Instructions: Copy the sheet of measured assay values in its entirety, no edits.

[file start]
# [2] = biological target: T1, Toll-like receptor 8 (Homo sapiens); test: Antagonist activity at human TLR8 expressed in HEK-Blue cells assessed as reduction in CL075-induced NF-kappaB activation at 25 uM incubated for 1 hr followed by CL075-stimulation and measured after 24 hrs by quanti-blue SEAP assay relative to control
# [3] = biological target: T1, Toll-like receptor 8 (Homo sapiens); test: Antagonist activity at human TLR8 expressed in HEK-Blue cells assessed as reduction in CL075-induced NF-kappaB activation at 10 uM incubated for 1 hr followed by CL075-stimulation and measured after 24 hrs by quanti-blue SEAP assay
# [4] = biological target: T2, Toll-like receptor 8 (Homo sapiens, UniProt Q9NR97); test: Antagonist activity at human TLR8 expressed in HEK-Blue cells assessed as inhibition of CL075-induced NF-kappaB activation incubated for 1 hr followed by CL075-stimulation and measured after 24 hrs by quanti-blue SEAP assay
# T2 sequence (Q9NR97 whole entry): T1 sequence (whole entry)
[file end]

# [2] = biological target: T1, Toll-like receptor 8 (Homo sapiens); test: Antagonist activity at human TLR8 expressed in HEK-Blue cells assessed as reduction in CL075-induced NF-kappaB activation at 25 uM incubated for 1 hr followed by CL075-stimulation and measured after 24 hrs by quanti-blue SEAP assay relative to control
# [3] = biological target: T1, Toll-like receptor 8 (Homo sapiens); test: Antagonist activity at human TLR8 expressed in HEK-Blue cells assessed as reduction in CL075-induced NF-kappaB activation at 10 uM incubated for 1 hr followed by CL075-stimulation and measured after 24 hrs by quanti-blue SEAP assay
# [4] = biological target: T2, Toll-like receptor 8 (Homo sapiens, UniProt Q9NR97); test: Antagonist activity at human TLR8 expressed in HEK-Blue cells assessed as inhibition of CL075-induced NF-kappaB activation incubated for 1 hr followed by CL075-stimulation and measured after 24 hrs by quanti-blue SEAP assay
# T2 sequence (Q9NR97 whole entry): T1 sequence (whole entry)